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Court of Appeals of Georgia.


No. A08A0788.

Decided: August 22, 2008

David J. Walker, for appellant. Jewel C. Scott, Dist. Atty., Anece Baxter White, Asst. Dist. Atty., for appellee.

A Clayton County jury found Oscar Maldonado guilty beyond a reasonable doubt of trafficking in methamphetamine, OCGA § 16-13-31(e), and possession of cocaine, OCGA § 16-13-30(a).   He appeals, challenging the sufficiency of the evidence.   Finding no error, we affirm.

On appeal from a criminal conviction, the evidence must be viewed in the light most favorable to support the verdict, and the defendant no longer enjoys a presumption of innocence.   We determine only whether the evidence authorized the jury to find the defendant guilty beyond a reasonable doubt, and in doing so we neither weigh that evidence nor judge the credibility of the witnesses.

(Citations and punctuation omitted.)  Castillo v. State, 288 Ga.App. 828, 655 S.E.2d 695 (2007).

The instant case arose following a consent search of a Clayton County apartment shared by Maldonado, his wife, Maria Castillo, and five other individuals.   During the search, officers seized a total of 148.99 grams of methamphetamine and 3.2 grams of cocaine, as well as about $4,100 in cash, a business ledger, weapons, and other items commonly used in drug trafficking.   They also found documents showing that Maldonado lived at the apartment, including an automobile insurance bill and a driver's license, both of which listed Maldonado's name and the apartment's address.   The State charged Maldonado, Castillo and a third individual, Luis Rubia, with trafficking in methamphetamine and possession of cocaine.   Following a joint trial, the jury found all three of them guilty on both charges.   This Court has previously affirmed Castillo's convictions,1 and our opinion in that case recounts additional facts surrounding the search and seizure of the methamphetamine and cocaine at issue in Maldonado's appeal.

 1. Maldonado argues that the evidence at trial showed that other people in the apartment had equal access to the drugs and, therefore, that the evidence was insufficient to prove that he was in possession of the drugs found in the apartment.   This Court, however, considered and rejected the same argument in Castillo v. State, 288 Ga.App. at 829-830, 655 S.E.2d 695, in which we ruled as follows:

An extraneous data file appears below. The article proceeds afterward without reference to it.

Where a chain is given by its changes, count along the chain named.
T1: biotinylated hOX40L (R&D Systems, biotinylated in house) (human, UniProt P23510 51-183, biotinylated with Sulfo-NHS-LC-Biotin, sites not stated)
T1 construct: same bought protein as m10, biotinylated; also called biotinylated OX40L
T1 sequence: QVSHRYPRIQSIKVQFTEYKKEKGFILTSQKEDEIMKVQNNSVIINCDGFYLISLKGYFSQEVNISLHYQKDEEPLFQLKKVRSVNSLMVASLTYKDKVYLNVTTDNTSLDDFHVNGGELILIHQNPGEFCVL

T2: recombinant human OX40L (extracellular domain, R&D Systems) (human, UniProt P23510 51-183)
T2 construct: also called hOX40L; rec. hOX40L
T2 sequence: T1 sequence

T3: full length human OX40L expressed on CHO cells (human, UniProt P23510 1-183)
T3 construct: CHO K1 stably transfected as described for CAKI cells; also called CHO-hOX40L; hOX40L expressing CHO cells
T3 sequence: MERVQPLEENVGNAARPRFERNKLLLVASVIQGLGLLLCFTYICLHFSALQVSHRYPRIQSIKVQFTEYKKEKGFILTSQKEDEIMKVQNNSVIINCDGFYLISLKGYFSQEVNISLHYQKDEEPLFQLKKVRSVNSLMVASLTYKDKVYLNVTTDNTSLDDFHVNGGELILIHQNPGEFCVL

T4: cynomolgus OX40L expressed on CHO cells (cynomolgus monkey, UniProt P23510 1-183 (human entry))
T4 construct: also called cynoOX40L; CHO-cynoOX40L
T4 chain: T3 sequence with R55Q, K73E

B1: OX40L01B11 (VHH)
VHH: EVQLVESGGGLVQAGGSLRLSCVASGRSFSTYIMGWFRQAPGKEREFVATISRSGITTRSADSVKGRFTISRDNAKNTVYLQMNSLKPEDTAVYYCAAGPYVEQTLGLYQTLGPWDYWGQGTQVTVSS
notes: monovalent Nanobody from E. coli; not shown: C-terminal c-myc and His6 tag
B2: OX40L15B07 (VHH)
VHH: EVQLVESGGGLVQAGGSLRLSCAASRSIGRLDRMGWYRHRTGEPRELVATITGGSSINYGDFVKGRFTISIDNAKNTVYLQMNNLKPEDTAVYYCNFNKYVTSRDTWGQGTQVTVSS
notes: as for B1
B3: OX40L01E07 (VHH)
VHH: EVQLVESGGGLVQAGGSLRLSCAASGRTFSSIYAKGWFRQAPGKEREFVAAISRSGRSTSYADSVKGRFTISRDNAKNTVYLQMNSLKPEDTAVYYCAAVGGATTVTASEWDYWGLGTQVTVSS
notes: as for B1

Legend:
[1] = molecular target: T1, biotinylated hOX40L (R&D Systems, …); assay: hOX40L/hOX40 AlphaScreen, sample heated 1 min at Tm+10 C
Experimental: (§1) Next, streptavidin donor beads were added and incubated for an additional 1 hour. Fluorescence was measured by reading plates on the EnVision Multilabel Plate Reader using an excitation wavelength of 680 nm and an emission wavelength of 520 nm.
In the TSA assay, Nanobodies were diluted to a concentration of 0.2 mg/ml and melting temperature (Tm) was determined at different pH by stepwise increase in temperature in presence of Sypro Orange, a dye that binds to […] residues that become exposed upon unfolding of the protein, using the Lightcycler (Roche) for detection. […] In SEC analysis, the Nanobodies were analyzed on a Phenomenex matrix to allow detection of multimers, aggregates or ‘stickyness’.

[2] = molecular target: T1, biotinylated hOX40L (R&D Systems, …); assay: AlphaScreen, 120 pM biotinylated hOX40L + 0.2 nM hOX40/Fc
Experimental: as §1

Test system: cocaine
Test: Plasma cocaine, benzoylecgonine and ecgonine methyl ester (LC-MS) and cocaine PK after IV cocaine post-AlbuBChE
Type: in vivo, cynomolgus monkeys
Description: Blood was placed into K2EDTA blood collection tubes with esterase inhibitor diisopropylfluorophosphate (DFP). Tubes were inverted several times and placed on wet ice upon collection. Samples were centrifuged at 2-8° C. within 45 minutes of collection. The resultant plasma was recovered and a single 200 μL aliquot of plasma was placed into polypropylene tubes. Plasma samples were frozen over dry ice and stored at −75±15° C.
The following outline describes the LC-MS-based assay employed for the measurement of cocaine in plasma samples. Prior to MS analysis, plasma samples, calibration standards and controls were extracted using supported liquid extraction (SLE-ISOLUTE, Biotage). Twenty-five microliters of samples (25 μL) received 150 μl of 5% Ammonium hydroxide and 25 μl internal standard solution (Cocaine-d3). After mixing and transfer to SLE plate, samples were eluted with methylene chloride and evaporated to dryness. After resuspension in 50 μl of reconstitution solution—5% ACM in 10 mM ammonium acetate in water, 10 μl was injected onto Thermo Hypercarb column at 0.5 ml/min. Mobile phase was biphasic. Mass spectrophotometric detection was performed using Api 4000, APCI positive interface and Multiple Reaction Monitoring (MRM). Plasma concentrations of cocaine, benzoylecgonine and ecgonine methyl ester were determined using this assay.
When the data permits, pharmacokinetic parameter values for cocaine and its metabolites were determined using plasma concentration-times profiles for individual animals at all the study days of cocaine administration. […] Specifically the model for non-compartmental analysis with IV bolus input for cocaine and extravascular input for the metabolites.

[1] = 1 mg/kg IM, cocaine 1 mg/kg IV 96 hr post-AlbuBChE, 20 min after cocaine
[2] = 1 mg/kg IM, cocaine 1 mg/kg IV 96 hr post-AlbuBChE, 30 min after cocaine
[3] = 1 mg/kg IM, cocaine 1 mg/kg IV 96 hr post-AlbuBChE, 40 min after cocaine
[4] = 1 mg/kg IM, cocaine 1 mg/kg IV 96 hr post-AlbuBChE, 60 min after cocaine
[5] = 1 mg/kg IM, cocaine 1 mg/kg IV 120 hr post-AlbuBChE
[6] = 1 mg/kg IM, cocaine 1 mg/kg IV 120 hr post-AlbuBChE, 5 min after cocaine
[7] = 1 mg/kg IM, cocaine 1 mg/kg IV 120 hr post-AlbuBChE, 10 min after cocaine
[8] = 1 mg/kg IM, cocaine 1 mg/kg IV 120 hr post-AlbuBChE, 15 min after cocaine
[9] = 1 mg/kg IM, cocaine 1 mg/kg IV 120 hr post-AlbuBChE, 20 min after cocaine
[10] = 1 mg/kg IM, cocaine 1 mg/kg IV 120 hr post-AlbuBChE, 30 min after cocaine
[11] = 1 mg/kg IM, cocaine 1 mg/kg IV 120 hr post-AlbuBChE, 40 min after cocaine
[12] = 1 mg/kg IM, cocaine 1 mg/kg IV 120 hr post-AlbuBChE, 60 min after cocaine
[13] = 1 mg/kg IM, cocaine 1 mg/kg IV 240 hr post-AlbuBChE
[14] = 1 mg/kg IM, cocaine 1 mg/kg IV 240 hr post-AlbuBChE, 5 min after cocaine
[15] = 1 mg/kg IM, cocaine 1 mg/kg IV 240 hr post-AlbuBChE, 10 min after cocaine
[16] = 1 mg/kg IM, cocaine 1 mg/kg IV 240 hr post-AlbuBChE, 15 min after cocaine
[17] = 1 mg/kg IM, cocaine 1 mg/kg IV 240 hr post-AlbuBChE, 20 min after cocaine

The equal access defense relied upon by Castillo is based on the rule that merely finding contraband on premises occupied by a defendant is not sufficient to support a conviction if it affirmatively appears from the evidence that persons other than the defendant had equal opportunity to commit the crime.   While the fact that Castillo's co-defendants had equal access to some of the drugs may inculpate them, however, such evidence does not automatically exculpate Castillo.   Instead, whether the evidence that others had access to the contraband was sufficient to rebut the evidence that Castillo was in possession of the drugs was properly reserved for the jury.   The evidence presented at trial permitted the jury to find that, rather than proving Castillo's innocence, the evidence of equal access to the drugs proved that she and her co-defendants had joint constructive possession of the contraband.   Beyond a defendant's spatial proximity to the drugs, constructive possession may be shown by demonstrating the defendant knowingly had both the power and intention at a given time to exercise control over the substance.   Power may be inferred from access to the drugs, while the matter of intent may be derived from the surrounding circumstances.

(Citations and punctuation omitted;  emphasis supplied.)  Id. at 830, 655 S.E.2d 695.

The same analysis applies in this case.   Thus, given the evidence presented, we conclude that it was sufficient to authorize a jury to find beyond a reasonable doubt that Maldonado was in joint constructive possession of the drugs seized by the officers.  Castillo v. State, 288 Ga.App. at 830, 655 S.E.2d 695.

 2. Maldonado also contends that, because the officers found methamphetamine in different parts of the apartment, the evidence was insufficient to prove that he had constructive possession of at least 28 grams of methamphetamine.2  The evidence showed, however, that police officers found Maldonado and Castillo lying on a mattress that was on top of a bag containing more than an ounce of methamphetamine, and a forensic chemist with the state's crime lab testified that an ounce equals 28.35 grams.   As in Castillo, supra, we conclude that this evidence is sufficient to support the jury's verdict.

Judgment affirmed.


1.   See Castillo v. State, 288 Ga.App. at 828, 655 S.E.2d 695.   This Court has also affirmed Rubia's convictions.   See Rubia v. State, 287 Ga.App. 122, 650 S.E.2d 797 (2007).

2.   See OCGA §§ 16-13-30(a) (possession of cocaine);  16-13-31(e) (trafficking conviction requires evidence of possession of at least 28 grams of methamphetamine).


BLACKBURN, P.J., and MILLER, J., concur.

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